Then yesterday I went on a morning walk and ran into the one person I've met in my ward who is my 1-door-down neighbor. She is so kind and it was great to talk to her because like I said, I don't know anyone. But low and behold, she had corn stalks in her front yard that they were selling for, wait for it, 10 cents a piece! That's 10 for $1 rather than the $5 Macey's and Smith's were asking for. Score!
Then after working at a school in Highland (beautiful area by the way), right across the street from the school there were kids selling pumpkins they'd grown at their grandma's. I pulled up in my sketchy red van and picked out 5 orange and green autumn squashes and handed $5.50 over to the young man helping me as he loaded them in my trunk. His mom made sure he thanked me ("Thank you so much!" she added. I think the kids were actually keeping the money).
And there you have it, my fall decor for a steal of a deal and supporting local farmers. It was also empowering to wait for that lower price. As a long-term goal I intend to buy locally whenever I can. Yes, the food is supposedly healthier, but it also just seems more efficient. If you or people around you can provide it, why have it shipped from across the country? To me it has to do with being resourceful and having self-reliance.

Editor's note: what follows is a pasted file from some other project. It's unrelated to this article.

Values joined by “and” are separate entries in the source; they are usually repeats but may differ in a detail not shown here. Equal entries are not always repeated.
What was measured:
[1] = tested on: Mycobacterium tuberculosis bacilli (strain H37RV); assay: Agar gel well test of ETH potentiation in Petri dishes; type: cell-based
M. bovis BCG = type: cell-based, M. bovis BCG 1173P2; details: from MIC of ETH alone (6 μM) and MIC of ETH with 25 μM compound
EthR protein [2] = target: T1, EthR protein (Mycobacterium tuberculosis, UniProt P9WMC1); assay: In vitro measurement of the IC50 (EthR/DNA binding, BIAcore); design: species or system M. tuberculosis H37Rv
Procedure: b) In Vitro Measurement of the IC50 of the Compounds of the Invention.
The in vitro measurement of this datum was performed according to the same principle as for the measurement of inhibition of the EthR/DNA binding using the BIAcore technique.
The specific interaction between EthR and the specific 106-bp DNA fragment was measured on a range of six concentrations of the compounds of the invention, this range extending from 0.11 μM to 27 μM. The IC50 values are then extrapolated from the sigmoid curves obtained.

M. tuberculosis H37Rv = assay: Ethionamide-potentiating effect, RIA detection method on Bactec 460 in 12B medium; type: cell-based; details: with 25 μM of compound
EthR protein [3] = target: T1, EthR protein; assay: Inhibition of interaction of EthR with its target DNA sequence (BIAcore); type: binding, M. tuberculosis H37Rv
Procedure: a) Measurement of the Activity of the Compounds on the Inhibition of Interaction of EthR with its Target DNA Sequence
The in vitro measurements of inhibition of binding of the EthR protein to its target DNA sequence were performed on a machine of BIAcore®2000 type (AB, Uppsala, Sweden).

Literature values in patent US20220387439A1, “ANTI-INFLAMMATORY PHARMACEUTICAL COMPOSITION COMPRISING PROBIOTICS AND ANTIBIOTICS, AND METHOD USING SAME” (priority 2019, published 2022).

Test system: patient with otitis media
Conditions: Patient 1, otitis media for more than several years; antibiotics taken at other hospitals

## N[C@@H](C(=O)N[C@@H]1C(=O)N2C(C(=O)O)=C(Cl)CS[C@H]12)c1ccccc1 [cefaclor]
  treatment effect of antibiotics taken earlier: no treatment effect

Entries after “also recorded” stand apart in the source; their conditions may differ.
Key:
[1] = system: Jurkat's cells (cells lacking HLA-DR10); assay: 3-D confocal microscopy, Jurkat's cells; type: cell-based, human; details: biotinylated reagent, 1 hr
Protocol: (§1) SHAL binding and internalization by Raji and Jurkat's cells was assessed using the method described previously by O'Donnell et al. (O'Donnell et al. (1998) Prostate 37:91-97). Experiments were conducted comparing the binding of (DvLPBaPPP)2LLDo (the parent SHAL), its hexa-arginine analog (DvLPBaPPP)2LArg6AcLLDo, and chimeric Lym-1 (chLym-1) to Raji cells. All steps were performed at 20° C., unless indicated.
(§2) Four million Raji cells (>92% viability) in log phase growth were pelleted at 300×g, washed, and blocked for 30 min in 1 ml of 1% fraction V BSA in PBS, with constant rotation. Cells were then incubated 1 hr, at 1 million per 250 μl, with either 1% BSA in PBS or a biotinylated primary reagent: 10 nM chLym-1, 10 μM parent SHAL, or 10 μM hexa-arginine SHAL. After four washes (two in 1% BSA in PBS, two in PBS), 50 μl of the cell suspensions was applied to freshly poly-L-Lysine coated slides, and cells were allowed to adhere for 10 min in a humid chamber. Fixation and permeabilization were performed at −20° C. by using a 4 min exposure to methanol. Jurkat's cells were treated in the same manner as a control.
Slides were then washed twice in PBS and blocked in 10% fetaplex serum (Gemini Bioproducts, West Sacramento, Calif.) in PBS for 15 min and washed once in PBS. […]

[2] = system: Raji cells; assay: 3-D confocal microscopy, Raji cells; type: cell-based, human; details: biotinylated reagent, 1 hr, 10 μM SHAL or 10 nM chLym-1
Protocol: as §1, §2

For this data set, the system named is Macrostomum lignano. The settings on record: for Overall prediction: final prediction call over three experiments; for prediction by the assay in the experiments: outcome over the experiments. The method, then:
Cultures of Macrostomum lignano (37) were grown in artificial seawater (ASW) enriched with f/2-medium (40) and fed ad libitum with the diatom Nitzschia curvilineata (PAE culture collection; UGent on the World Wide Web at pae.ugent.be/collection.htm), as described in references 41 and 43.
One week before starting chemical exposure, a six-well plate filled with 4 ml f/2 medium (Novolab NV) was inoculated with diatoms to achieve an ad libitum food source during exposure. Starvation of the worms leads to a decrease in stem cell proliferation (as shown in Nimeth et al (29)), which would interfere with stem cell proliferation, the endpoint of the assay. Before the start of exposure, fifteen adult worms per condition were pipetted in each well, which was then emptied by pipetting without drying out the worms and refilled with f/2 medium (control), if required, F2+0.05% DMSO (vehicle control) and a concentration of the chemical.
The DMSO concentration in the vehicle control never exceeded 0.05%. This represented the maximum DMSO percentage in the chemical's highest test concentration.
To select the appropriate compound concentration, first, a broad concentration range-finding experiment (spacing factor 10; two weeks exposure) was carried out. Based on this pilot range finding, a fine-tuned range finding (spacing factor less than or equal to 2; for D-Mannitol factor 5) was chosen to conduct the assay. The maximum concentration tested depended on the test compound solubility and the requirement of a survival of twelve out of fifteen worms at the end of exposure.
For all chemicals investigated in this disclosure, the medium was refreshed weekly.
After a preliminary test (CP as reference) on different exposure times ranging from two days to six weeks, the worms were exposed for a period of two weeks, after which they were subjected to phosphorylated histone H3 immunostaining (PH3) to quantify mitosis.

It reminds me of my Grandma, who gives and takes from the community. She pays local boys to work on her property. She sells her peacock feathers to a local buyer and lets a bee keeper keep hives on her land and in turn takes part of the harvest and can sell some of it for profit. I believe there is a valuable exchange that is lost in the urban life of Walmart and Costco.
Have you ever read the rest of that chapter?
... She seeketh wool, and flax, and worketh willingly with her hands.
That's what I want to be like! The prudent manager of a happy healthy home. I'm working on it. : )